The Safety Car Rules in Formula One by Matthew Roddan
A pace car or safety car is one that limits speed of competing vehicles (cars) on the racetrack when there’s an obstruction. Basically, the safety car enables clearance of any hindrance on the racetrack and is intended to clear the track and ensure the track is favorable for racing says Matthew Roddan.
There’s a window called caution period when the safety car (usually a high-end performance car) would enter and check the track ahead of the other cars. The participants are not allowed to move ahead of the safety car during this window, usually. The safety car would exit the field or track at a speed that is determined ahead, which again can vary for every race or track or competition. Once the safety car leaves the track, the competitors can begin their racing.
This was originally started in the year 1911. FIA has two ways of neutralizing a race: VSC (Virtual Safety Car) and Safety Car. A few regulations for the safety car include:
- The safety car is to be driven by experienced circuit driver with FIA observer who remains in constant contact with race control.
- There are times when the safety car is allowed to travel via the pit lane – like in the case where the incident that called for a safety car is blocking pit lane. During this time, competitors are allowed to stop at pit garage.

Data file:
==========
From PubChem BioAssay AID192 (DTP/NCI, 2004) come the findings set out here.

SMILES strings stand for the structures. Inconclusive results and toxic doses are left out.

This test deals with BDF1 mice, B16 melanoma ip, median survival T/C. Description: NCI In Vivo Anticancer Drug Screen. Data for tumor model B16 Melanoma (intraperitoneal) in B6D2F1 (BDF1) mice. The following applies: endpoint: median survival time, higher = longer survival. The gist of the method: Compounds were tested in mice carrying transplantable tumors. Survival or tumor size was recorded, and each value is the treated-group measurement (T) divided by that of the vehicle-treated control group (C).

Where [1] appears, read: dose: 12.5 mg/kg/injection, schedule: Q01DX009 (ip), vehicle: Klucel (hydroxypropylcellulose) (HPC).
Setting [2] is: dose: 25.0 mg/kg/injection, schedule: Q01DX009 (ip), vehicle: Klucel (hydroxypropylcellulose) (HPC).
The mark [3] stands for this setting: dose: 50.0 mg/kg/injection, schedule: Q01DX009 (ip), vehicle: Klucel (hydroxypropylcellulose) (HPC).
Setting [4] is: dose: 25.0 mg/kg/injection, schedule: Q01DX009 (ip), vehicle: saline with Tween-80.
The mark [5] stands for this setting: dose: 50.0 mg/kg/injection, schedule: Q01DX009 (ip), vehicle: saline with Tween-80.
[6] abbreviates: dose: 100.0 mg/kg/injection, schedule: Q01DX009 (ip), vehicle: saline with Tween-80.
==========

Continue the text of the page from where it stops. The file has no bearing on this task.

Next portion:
- Safety car would join circuit with orange lights turned on and drivers are expected to follow in a queue. They cannot overtake under any circumstance.
- When safety car is ready to exit the circuit, orange lights are turned off and competitors can begin their journey when green lights are turned on.
- The safety car is usually used when officials or competitors are in danger though the situation doesn’t call for a race halt.
When the weather isn’t favorable, safety car is used before the race. The lights are orange and the race begins only when the lights turn green and the safety car leads the way. During the first lap, safety car should not be overtaken and the only exception is if the car can’t get off the grid. In such scenarios, the delayed driver usually gains his original position after other cars repass. Safety car is drove around to the front and team members do any work on the car. However, refueling isn’t allowed during this time.
If there were any cars in pits when red flag was waved, work could continue and those cars can join back where they were last before stoppage. However, cars won’t be moved from pit lane until the team usually appointed by the FIA has given explicit content and approval.
Generally, a 10 minutes warning is give before race is resumed and after the warning. When there’s 3 minutes, wheels should be fitted for the cars and when there’s signal for two minutes, lapped cars get to do a lap prior to rejoining pit lane. Race would resume behind safety car, though any further incidents could increase the safety car period says Matthew Roddan